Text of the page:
Probability of stochastic depletion: An easily interpreted diagnostic for stock assessment modelling and fisheries management

James T. Thorson, Olaf P. Jensen, Ray Hilborn

Research output: Contribution to journalArticlepeer-review

14 Scopus citations


Marine fish populations have high variation in cohort strength, and the production of juveniles (recruitment) may have persistent positive or negative residuals (autocorrelation) after accounting for spawning biomass. Autocorrelated recruitment will occur whenever average recruitment levels change between oceanographic regimes or due to predator release, but may also indicate persistent environmental and biological effects on shorter time-scales. Here, we use estimates of recruitment variability and autocorrelation to simulate the stationary distribution of spawning biomass for 100 real-world stocks when unfished, fished at FMSY, or fished following a harvest control rule where fishing mortality decreases as a function of spawning biomass. Results show that unfished stocks have spawning biomass (SB) below its deterministic equilibrium value (SB0) 58% of the time, and below 0.5SB0 5% of the time on average across all stocks. Similarly, stocks fished at the level producing deterministic maximum sustainable yield (FMSY) are below its deterministic prediction of spawning biomass (SBMSY) 60% of the time and below 0.5SBMSY 8% of the time. These probabilities are greater for stocks with high recruitment variability, positive autocorrelation, and high natural mortality-traits that are particularly associated with clupeids and scombrids. An elevated probability of stochastic depletion, i.e. biomass below the deterministic equilibrium expectation, implies that management actions required when biomass drops below a threshold may be triggered more frequently than expected. Therefore, we conclude by suggesting that fisheries scientists routinely calculate these probabilities during stock assessments as a decision support tool for fisheries managers.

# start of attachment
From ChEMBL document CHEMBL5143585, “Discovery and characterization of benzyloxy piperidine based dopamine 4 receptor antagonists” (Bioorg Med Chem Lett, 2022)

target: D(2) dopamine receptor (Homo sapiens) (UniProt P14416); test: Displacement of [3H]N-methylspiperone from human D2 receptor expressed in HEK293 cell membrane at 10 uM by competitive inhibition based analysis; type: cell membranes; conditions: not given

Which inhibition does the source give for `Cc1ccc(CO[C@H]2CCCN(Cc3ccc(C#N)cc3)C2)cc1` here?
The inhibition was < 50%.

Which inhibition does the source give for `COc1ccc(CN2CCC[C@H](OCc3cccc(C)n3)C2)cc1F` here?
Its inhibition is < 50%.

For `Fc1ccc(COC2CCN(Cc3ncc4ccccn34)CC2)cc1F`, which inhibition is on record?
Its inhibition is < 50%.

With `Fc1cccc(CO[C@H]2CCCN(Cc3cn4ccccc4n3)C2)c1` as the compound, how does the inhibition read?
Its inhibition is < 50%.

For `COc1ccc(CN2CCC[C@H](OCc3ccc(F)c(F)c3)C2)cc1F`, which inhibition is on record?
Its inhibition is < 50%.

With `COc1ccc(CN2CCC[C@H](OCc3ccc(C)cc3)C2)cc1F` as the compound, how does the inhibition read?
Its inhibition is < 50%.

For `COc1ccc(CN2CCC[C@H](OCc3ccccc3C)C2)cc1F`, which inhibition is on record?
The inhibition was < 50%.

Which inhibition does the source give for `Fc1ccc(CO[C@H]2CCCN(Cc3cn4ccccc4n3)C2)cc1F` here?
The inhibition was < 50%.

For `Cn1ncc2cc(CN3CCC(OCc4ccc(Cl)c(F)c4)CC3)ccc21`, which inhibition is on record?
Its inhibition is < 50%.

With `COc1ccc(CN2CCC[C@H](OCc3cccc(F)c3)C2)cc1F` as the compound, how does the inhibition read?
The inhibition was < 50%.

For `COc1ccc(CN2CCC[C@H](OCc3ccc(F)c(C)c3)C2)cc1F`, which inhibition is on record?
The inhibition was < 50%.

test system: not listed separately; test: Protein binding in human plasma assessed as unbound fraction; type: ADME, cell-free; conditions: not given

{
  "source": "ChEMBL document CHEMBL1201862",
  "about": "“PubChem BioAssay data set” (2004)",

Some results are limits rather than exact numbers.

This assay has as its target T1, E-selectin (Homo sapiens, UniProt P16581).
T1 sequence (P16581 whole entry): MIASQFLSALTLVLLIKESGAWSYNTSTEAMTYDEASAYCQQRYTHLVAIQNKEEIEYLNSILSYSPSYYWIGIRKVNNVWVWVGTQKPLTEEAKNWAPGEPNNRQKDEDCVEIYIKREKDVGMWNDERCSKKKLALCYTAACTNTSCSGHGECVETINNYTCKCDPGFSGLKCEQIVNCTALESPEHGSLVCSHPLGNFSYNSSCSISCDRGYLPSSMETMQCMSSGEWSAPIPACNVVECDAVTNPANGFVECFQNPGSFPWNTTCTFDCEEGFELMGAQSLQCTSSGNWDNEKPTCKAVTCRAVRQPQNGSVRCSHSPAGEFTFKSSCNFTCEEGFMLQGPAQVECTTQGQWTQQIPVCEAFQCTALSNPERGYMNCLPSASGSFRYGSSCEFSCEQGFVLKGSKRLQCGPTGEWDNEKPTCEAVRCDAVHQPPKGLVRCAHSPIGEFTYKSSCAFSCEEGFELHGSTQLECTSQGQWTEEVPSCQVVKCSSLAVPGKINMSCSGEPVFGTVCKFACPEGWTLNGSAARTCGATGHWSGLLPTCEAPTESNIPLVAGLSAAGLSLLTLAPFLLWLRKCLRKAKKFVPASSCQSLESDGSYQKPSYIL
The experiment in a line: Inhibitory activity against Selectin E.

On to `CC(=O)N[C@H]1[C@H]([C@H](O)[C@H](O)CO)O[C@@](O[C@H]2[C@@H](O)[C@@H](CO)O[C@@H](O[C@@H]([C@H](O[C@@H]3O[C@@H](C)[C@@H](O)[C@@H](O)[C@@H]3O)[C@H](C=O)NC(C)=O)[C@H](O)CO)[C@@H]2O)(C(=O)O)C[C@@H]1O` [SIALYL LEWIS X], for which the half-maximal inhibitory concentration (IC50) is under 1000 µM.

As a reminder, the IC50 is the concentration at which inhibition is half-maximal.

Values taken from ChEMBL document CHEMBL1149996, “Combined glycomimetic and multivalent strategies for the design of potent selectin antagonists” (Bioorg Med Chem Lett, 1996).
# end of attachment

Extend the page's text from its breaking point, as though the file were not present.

Original languageEnglish (US)
Pages (from-to)428-435
Number of pages8
JournalICES Journal of Marine Science
Issue number2
StatePublished - Jul 7 2014

All Science Journal Classification (ASJC) codes

  • Oceanography
  • Ecology, Evolution, Behavior and Systematics
  • Aquatic Science
  • Ecology


  • Autocorrelated recruitment
  • fishery collapse
  • management strategy evaluation
  • multiannual plan
  • rebuilding plan
  • recruitment variability
  • stationary distribution of abundance
  • stochastic depletion

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